I lobbied on Monday.
That may not seem like much, seeing as hundreds of people did the same thing on the exact same day. But seeing as I’m a student at a university, for some, it might be a big thing indeed. I was there with 59 other Western Washington University students who met with more than 60% percent of the legislature to talk about higher education affordability and access, including supporting new revenue, lowering tuition, and the Washington DREAM Act.
It was a very positive experience for these students, and will hopefully grow into greater engagement. Whatever happens, though, it is a contradiction to the mantra that students are apathetic, that they don’t care about the world beyond them.
From one of the many, many organizing sessions I’ve been to, there’s a saying: people aren’t apathetic, they’ve just become alienated and disempowered by our legislative process. They feel like even if they do become involved, the political situation doesn’t change, and students still get shafted. But we’re trying to change that.
It first happened this year with the largest youth-focused voter registration drive in the state, with more than 15% of Western’s student body alone being registered to vote, many for the first time; we had even more ballots than people we registered returned at our on-campus ballot box. We’re continuing with what has started off as a strong legislative engagement program; it will grow and continue to evolve organically as more students get involved and take ownership of this struggle. Students are being shown that a difference can be made, that we can erase this sense of alienation and take control of our future sooner, rather than later, when the mistakes made by attacking our shared society may be too great to fix.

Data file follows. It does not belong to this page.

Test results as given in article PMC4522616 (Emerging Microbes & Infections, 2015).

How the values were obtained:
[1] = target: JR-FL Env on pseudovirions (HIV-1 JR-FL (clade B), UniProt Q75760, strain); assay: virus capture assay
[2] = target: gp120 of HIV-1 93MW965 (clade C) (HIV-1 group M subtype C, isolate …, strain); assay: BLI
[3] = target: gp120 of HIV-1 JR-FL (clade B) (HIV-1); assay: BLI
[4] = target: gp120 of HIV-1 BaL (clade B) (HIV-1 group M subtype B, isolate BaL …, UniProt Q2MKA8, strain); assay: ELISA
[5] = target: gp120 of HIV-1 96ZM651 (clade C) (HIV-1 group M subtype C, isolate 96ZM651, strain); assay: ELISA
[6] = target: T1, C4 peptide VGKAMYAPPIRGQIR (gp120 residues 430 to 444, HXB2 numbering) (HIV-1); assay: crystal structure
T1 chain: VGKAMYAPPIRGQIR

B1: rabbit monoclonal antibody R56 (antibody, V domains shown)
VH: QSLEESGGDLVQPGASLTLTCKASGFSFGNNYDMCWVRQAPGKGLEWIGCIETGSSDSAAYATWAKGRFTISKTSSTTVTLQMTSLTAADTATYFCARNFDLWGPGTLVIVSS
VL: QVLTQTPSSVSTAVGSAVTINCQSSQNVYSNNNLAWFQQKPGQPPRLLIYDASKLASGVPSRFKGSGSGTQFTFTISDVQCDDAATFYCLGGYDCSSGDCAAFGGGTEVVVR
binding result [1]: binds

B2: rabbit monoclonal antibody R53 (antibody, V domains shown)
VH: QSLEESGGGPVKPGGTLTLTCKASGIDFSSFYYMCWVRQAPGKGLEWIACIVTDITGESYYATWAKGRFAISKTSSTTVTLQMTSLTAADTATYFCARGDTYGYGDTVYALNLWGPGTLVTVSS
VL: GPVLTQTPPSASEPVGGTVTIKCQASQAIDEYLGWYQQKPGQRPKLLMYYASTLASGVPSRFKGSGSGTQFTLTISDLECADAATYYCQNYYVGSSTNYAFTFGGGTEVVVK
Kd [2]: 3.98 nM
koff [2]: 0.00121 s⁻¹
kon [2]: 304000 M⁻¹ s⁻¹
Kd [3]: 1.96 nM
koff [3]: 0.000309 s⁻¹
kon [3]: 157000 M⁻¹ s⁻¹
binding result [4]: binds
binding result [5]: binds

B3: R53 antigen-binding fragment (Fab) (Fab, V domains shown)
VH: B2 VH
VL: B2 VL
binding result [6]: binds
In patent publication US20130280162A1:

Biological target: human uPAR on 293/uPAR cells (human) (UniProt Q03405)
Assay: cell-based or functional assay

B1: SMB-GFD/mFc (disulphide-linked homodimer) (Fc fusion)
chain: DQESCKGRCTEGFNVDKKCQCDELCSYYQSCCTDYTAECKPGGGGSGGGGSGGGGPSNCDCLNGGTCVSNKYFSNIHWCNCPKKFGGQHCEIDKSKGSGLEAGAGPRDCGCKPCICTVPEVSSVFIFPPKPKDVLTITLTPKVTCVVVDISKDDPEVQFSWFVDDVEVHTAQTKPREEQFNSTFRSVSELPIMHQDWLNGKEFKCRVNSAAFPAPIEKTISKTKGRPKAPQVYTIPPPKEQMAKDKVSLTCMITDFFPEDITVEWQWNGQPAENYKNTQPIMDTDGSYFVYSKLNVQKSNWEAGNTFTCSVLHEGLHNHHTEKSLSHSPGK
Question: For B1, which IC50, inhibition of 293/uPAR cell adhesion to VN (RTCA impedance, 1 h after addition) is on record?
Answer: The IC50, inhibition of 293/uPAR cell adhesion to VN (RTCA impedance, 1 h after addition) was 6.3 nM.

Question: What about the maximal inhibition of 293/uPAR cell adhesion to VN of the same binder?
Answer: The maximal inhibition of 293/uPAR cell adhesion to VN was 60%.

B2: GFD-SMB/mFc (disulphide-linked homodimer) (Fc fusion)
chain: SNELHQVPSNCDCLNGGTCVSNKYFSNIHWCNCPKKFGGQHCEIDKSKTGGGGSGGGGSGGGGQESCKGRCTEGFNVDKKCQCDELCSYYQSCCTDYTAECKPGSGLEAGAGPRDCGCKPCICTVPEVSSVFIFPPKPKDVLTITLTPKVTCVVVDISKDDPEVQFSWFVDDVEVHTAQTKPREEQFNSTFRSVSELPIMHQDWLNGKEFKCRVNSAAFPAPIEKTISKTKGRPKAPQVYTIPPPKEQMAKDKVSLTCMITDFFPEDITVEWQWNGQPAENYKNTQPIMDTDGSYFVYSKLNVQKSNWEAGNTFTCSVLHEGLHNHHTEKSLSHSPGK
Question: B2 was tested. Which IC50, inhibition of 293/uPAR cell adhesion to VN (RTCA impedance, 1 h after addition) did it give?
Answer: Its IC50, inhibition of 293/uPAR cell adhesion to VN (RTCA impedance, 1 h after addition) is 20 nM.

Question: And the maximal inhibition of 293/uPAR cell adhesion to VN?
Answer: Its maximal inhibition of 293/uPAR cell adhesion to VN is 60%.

That also requires the legislature to listen. Nobody wants to be seen as anti-student, but actions speak louder than words. More than 1.4 billion dollars have been cut from Washington’s higher education system, resulting in tuition increases that have put some of the ways we pay for higher education in jeopardy. Increases in financial aid don’t help the neediest like some like to think, instead deterring students, not just because of debt, but also because every piece of paper is an obstacle to receiving an education.
Students want to cut through the excuses and see their opportunities for education expanded, not closed. And students are tired of excuses. Students might be alienated, they might feel disempowered, but they’re definitely not apathetic. Monday, at the very least, has shown that.
So, Olympia, be prepared to hear a lot from the yet-to-get-a-college-degree crowd, lest the group already with theirs continue to make it harder for us (and those after us) to get ours.
In fact, let’s call it a “hello”.